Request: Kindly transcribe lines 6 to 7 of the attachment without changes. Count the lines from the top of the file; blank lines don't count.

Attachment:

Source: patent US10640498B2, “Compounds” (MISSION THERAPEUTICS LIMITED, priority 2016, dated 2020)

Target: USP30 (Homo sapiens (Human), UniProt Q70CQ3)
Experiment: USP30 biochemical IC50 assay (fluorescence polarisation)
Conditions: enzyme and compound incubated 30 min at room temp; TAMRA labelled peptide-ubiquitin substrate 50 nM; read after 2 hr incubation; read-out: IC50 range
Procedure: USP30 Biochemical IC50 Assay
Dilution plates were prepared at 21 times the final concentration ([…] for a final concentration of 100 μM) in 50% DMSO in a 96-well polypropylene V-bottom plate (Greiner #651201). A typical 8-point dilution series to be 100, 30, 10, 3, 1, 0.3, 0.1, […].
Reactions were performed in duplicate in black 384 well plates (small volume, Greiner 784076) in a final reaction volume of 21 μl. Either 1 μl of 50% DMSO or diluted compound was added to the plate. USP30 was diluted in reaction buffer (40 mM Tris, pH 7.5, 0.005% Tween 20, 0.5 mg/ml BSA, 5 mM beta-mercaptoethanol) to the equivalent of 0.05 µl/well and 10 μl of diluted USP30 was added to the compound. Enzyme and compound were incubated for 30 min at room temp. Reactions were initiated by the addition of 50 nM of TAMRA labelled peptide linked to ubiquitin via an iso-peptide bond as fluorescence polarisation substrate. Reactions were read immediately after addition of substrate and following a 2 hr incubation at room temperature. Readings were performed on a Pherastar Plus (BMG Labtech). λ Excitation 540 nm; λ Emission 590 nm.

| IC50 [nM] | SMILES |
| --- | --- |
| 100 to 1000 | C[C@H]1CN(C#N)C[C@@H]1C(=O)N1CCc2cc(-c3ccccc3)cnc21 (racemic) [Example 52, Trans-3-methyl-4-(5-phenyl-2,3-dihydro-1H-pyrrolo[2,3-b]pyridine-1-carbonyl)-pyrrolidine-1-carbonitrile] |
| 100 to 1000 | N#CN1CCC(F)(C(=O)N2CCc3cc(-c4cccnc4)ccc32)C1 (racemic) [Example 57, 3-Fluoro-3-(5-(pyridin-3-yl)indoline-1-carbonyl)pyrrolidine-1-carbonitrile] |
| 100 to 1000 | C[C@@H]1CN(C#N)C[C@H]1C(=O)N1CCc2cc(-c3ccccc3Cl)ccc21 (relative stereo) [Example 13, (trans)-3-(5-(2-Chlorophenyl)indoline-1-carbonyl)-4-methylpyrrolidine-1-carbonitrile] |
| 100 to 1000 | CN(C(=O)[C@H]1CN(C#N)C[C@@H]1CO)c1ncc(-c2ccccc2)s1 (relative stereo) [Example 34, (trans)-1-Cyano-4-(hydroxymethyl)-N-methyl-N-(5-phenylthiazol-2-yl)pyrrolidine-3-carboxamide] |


Dilution plates were prepared at 21 times the final concentration ([…] for a final concentration of 100 μM) in 50% DMSO in a 96-well polypropylene V-bottom plate (Greiner #651201). A typical 8-point dilution series to be 100, 30, 10, 3, 1, 0.3, 0.1, […].
Reactions were performed in duplicate in black 384 well plates (small volume, Greiner 784076) in a final reaction volume of 21 μl. Either 1 μl of 50% DMSO or diluted compound was added to the plate. USP30 was diluted in reaction buffer (40 mM Tris, pH 7.5, 0.005% Tween 20, 0.5 mg/ml BSA, 5 mM beta-mercaptoethanol) to the equivalent of 0.05 µl/well and 10 μl of diluted USP30 was added to the compound. Enzyme and compound were incubated for 30 min at room temp. Reactions were initiated by the addition of 50 nM of TAMRA labelled peptide linked to ubiquitin via an iso-peptide bond as fluorescence polarisation substrate. Reactions were read immediately after addition of substrate and following a 2 hr incubation at room temperature. Readings were performed on a Pherastar Plus (BMG Labtech). λ Excitation 540 nm; λ Emission 590 nm.